Friday, September 27, 2019
Ken Burns "Country Music" ~ Episode Five
Proportionally, "Country Music" has become The Johnny Cash Show. I admit I don't see, and never have seen the allure. If country fans in the nineteen sixties had been tasked with listing their top ten favorite artists, I'm skeptical that Cash would have even made the list, except for sixty-year-old bachelors who lived in a tin shed with a broken-coil mattress and a bottle of Jack.
Now that I've gotten that out of my system, let's move on.
I truly appreciated the minutes dedicated to the Nashville session players. I was quite the scrutinizer of album liner notes back in the day (what else does one do while the LP is spinning?), and certain names checked in the episode bring back fond memories ~ Hargus "Pig" Robbins, Lloyd Green, even Charlie McCoy, who I was completely unaware played the lead guitar intro to Detroit City (Bobby Bare's voice singing in the background of the segment was the only nod to him in this series ~ the story of his sadly uncelebrated career). We even got to see Green play a few bars of Steel Guitar Rag.
I was heartened that Roger Miller got his due. There was no one bigger in the first years of the sixties, except for Buck Owens. And I always liked Miller ~ the guy ~ as well as his goofy, dizzy songs. I haven't mentioned in past recaps how much I love seeing Ralph Emery, the "DJ Exalted", recount his memories. Ralph knows a lot, and I'm glad he agreed to share some of those secrets with the director. (I suspect there's a bunch that are best kept close to the vest.)
The first bars of Buckaroo gave my heart a jolt. This is my country. As much as I've denigrated what Buck Owens sunk to in later years, he re-ignited a country music that had slumbered into unconsciousness, thanks to Chet Atkins' "Nashville Sound". Based upon the outsize influence Owens had on country, his time on screen was unfairly brief and mostly dedicated to The Beatles having chosen to record Act Naturally. I think Don Rich was mentioned once. People who know country, as opposed to neophytes, know that Don Rich deserved more than a single name-drop.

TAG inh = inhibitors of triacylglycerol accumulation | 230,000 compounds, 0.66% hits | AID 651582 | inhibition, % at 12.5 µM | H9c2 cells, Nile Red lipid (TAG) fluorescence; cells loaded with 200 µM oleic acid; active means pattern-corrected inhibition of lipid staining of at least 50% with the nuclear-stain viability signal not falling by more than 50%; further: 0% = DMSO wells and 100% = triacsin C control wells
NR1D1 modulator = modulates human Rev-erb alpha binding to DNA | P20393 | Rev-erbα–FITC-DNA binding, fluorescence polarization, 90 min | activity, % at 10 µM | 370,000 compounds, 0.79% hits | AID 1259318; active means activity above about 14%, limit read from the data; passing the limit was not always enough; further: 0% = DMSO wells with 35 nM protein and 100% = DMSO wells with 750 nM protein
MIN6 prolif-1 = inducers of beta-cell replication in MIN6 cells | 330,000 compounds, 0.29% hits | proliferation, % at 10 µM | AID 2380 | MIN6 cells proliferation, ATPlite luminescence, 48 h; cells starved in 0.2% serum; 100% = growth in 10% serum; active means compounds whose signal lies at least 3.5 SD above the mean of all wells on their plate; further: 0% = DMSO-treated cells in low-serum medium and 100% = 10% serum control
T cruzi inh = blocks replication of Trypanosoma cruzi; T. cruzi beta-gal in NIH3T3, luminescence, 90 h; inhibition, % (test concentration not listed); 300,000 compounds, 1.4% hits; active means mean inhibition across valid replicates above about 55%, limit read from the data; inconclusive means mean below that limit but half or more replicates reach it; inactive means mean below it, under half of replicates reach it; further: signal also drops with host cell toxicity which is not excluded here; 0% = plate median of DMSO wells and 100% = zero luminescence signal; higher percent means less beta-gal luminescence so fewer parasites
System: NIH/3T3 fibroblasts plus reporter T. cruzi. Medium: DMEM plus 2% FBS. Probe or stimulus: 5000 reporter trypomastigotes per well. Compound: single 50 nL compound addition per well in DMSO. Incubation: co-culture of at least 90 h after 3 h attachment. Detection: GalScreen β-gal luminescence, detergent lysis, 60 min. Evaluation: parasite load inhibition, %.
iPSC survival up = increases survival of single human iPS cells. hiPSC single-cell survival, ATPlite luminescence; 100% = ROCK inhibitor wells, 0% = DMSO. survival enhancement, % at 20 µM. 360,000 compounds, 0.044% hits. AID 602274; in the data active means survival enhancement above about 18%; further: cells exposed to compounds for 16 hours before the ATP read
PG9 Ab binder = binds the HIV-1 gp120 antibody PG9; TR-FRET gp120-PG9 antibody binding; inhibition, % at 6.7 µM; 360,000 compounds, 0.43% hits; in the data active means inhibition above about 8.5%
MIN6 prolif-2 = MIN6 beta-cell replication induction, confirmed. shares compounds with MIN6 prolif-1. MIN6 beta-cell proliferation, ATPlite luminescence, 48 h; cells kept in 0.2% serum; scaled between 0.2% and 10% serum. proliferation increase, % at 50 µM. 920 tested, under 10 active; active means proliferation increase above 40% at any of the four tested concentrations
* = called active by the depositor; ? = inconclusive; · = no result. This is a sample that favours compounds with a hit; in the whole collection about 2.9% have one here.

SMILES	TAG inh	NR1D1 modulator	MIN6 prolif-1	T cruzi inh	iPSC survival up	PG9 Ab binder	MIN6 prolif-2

"I guess you had to be there.". Okay, I was there, and I still didn't quite get what Loretta Lynn did ~ until now. In the moment, one judges music for its immediate appeal. We don't consider the sociological implications (hello?). I used to find Loretta corny. Don't get me wrong ~ I liked her early songs. I saw her in concert a couple of times, the first when I was around ten at Panther Hall in Fort Worth, Texas. And I bought her albums, but again, I pretty much bought what was available. I find Coal Miner's Daughter tedious in its repetition. But Loretta put herself out there ~ all her inner feelings and hurts ~ and didn't care who liked it and who didn't. Today I give her props. She wasn't singing songs penned by men who "imagined" how women felt. She wrote her own, and they were true.
Charley Pride's first album may have been the first country LP I purchased. When Alice and I first heard "The Easy Part's Over" on the radio, we agreed it was a good song. We didn't know he was African-American. Radio hid that, as if we'd care. I vaguely remember learning that fact and being flabbergasted, not because I was racist, but because I didn't think Black artists would stoop to singing country. My one-time favorite singer, Faron Young, became Charley's champion. So much crap has been written about Faron, it's heartening to hear sweet stories, especially coming from Pride himself.
Then there was Merle. Wow, did he get short shrift. How about if Ken re-packages the series and replaces all the Cash segments with Haggard? Let's' just get this out there ~ Merle Haggard was the most influential country artist ever. But thanks, Dwight Yoakam, for tearing up recounting Holding Things Together. I get a lump in my throat every time I see Merle on screen or catch the intro to one of his hundreds of songs.
Surprisingly Connie Smith got her due. Let's be frank ~ I bought far more Connie Smith albums than I ever considered buying by Loretta Lynn. Frankly, Connie Smith was the female artist of the sixties. I'm also glad that Marty Stuart got to relay the story of their relationship. I'm a fan of both of them.
Sooo....then we begin Dolly Parton's story. The episode forgot to mention that Dolly met her future husband, Carl Dean, on her first day in Nashville, at a laundromat. Otherwise, it told her early musical story competently. It kind of brushed past the part about Porter and Dolly's many, many hit albums ("recorded a few duet albums together" ~ okay).
"Ode To Billy Joe" was mentioned, although frankly, that track got played a lot more on pop radio than on country. And how could we escape the sixties without "Harper Valley PTA"? (Tom T, what do you have against writing choruses?)
Annnnnd.......now back to Johnny. Yep, he recorded Folsom Prison Blues around '68, live, at a prison. And the rest of us were imprisoned by that song for about one long year (chunka-chunka-chunka).
I'm guessing Tammy Wynette is featured in Episode Six. I'm guessing Lynn Anderson is not. We already know that Bobby Bare is apparently a footnote.
As much as I like and appreciate "Country Music", Ken kind of fumbled this particular era. And no mention of Conway Twitty? I'm no fan, but come on.
But hey, Jeannie Seely, nice to see you! And "Don't Touch Me" is a great song.